All About Jazz needs your help and we have a deal. Pay $20 and we'll hide those six pesky Google ads that appear on every page, plus this box and the slideout box on the right for a full year! You'll also fund website expansion.
In the press materials accompanying Uptown Swing, trombonist Jeff Williams describes the Uptown 5 as "a swing quintet playing mainly Basie and Basie influenced music utilizing the enormous and under-used sound of the trombone and tenor saxophone. The description is certainly true, as far as it goes, but it leaves out the palpable sense of joy these musicians communicate while playing the music they love. While the sounds are certainly not cutting edge, the affection evident in the performances brings the material right up to date.
Basie's "Blue and Sentimental, almost the platonic conception of what one would ideally hear when feeling blue and sentimental, is given a lovely reading featuring sensitive contributions by tenor saxophonist Al Nicholls and pianist Hilary Cameron, in addition to some marvelous, old-timey trombone work from Williams. Alongside the selections by Basie and Ellington (including a spirited run through "Battle Royal, the number on which the Basie and Ellington bands met back in 1961) are a number of originals by Nicholls that fit in admirably with the rest of the program. Both "Looking Uptown and "Bebe's Blues are jaunty, catchy compositions that prove to be fine showcases for the band.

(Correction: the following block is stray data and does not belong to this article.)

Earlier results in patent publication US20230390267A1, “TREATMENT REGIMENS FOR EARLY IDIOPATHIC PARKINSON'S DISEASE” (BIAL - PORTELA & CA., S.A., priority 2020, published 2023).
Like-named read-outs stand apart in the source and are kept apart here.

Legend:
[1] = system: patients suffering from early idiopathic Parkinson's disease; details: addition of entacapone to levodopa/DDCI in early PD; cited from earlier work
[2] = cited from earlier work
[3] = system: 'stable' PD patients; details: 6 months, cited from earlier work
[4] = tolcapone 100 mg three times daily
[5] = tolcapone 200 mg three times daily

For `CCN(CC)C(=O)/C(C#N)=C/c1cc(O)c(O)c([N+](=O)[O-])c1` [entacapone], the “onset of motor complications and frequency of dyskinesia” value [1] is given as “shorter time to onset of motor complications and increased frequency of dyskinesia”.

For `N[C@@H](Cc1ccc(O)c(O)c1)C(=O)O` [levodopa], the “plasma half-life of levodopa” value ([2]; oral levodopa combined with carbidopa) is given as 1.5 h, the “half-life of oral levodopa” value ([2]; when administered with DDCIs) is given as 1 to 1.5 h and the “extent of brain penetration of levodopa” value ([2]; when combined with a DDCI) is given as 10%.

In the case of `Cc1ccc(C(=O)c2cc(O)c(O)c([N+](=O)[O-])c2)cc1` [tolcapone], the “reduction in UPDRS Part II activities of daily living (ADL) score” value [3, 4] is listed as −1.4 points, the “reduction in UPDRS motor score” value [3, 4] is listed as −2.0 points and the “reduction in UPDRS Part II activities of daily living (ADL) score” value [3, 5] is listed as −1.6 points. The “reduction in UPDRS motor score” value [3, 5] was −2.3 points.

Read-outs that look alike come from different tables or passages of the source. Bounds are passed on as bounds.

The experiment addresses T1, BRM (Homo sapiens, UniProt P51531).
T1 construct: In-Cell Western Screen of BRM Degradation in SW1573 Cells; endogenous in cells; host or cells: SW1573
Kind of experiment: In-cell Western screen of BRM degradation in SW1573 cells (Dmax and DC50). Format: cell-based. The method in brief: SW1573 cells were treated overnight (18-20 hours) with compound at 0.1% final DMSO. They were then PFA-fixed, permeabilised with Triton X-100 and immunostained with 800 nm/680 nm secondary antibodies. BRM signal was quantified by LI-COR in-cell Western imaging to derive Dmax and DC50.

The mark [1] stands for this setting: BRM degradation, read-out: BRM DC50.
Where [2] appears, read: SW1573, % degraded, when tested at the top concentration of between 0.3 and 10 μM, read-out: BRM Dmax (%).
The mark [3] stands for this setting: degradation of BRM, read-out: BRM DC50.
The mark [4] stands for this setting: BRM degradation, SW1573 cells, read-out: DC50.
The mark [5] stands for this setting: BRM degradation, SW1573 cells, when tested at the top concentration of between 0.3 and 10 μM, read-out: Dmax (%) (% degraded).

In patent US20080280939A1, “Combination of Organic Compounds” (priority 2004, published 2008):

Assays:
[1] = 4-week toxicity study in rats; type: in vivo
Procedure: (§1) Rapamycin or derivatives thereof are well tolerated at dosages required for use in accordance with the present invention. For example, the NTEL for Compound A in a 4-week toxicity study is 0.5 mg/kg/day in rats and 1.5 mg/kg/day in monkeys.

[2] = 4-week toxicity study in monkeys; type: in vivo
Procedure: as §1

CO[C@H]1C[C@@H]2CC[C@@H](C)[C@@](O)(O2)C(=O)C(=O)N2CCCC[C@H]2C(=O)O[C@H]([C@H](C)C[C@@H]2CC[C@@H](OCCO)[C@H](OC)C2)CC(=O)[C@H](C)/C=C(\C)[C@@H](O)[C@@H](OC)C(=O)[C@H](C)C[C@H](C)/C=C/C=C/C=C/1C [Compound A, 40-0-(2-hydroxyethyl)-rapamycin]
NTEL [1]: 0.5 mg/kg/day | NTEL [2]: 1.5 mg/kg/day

Avoiding anything trendy or gimmicky, Uptown Swing features musicians who respect their source music too much to treat it like a museum piece. The album is wonderfully vital and pays fine tribute to the music and musicians that inspired it.
Track Listing: Looking Uptown; Give Me The Simple Life; Battle Royal; Blue And Sentimental; Corner Pocket; Bebe's Blues; Just One Of Those Things; The Spirit Is Willing; Ballad Melody; Hot News; If I Had You; Taste On The Place
Personnel: Jeff Williams-trombone; Al Nicholls-tenor saxophone; Hilary Cameron-piano; John Rees-Jones-bass; Rex Bennett-drums
I love jazz because anything is possible; it has few rules and the best jazz breaks those ones. I prefer free improv because it doesn't really have any rules at all.
I was first exposed to jazz in my teens (in the late sixties).
The first jazz record I bought was Filles de Kilimanjaro by Miles Davis, shortly followed by Extrapolation by John McLaughlin.
My advice to new listeners is to listen as widely as possible and not to make snap judgments--stick with it.